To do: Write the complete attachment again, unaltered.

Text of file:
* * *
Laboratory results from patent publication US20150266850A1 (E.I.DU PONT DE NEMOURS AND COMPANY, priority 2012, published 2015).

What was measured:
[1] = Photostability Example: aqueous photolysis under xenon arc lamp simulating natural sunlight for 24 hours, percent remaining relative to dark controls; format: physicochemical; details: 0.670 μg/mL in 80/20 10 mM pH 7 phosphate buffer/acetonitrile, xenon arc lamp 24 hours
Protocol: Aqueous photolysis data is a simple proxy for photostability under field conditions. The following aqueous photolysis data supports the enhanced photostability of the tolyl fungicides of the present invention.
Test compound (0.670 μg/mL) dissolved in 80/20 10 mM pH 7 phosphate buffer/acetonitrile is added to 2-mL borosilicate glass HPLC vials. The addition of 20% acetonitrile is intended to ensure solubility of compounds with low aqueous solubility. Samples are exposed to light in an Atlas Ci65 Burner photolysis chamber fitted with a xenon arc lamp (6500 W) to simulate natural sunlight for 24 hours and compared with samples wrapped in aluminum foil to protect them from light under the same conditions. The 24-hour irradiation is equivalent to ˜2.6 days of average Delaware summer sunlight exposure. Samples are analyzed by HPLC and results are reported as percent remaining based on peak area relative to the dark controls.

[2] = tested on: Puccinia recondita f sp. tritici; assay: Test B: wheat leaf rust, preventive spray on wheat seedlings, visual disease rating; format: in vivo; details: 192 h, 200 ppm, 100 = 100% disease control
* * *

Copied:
Laboratory results from patent publication US20150266850A1 (E.I.DU PONT DE NEMOURS AND COMPANY, priority 2012, published 2015).

What was measured:
[1] = Photostability Example: aqueous photolysis under xenon arc lamp simulating natural sunlight for 24 hours, percent remaining relative to dark controls; format: physicochemical; details: 0.670 μg/mL in 80/20 10 mM pH 7 phosphate buffer/acetonitrile, xenon arc lamp 24 hours
Protocol: Aqueous photolysis data is a simple proxy for photostability under field conditions. The following aqueous photolysis data supports the enhanced photostability of the tolyl fungicides of the present invention.
Test compound (0.670 μg/mL) dissolved in 80/20 10 mM pH 7 phosphate buffer/acetonitrile is added to 2-mL borosilicate glass HPLC vials. The addition of 20% acetonitrile is intended to ensure solubility of compounds with low aqueous solubility. Samples are exposed to light in an Atlas Ci65 Burner photolysis chamber fitted with a xenon arc lamp (6500 W) to simulate natural sunlight for 24 hours and compared with samples wrapped in aluminum foil to protect them from light under the same conditions. The 24-hour irradiation is equivalent to ˜2.6 days of average Delaware summer sunlight exposure. Samples are analyzed by HPLC and results are reported as percent remaining based on peak area relative to the dark controls.

[2] = tested on: Puccinia recondita f sp. tritici; assay: Test B: wheat leaf rust, preventive spray on wheat seedlings, visual disease rating; format: in vivo; details: 192 h, 200 ppm, 100 = 100% disease control